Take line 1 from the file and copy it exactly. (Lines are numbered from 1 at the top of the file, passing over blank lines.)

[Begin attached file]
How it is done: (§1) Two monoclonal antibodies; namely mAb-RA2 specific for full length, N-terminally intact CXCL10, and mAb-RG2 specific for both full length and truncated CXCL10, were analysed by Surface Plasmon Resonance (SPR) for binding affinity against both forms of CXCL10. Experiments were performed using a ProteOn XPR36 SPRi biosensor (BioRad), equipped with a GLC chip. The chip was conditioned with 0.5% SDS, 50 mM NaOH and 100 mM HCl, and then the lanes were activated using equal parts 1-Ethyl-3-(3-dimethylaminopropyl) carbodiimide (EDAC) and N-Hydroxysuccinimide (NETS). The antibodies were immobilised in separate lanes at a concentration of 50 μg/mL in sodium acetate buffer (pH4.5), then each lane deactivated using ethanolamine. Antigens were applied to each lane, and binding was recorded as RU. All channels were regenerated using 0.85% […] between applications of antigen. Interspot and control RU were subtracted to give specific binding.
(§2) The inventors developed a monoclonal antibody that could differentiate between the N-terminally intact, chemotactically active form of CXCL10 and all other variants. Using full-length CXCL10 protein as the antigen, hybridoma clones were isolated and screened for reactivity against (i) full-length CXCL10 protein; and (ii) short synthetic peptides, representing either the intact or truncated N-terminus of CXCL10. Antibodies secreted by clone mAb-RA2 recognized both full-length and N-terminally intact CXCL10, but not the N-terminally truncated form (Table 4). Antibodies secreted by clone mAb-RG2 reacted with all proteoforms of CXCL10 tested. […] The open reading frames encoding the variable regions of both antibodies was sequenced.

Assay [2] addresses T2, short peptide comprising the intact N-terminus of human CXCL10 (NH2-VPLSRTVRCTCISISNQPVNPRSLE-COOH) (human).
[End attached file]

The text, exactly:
How it is done: (§1) Two monoclonal antibodies; namely mAb-RA2 specific for full length, N-terminally intact CXCL10, and mAb-RG2 specific for both full length and truncated CXCL10, were analysed by Surface Plasmon Resonance (SPR) for binding affinity against both forms of CXCL10. Experiments were performed using a ProteOn XPR36 SPRi biosensor (BioRad), equipped with a GLC chip. The chip was conditioned with 0.5% SDS, 50 mM NaOH and 100 mM HCl, and then the lanes were activated using equal parts 1-Ethyl-3-(3-dimethylaminopropyl) carbodiimide (EDAC) and N-Hydroxysuccinimide (NETS). The antibodies were immobilised in separate lanes at a concentration of 50 μg/mL in sodium acetate buffer (pH4.5), then each lane deactivated using ethanolamine. Antigens were applied to each lane, and binding was recorded as RU. All channels were regenerated using 0.85% […] between applications of antigen. Interspot and control RU were subtracted to give specific binding.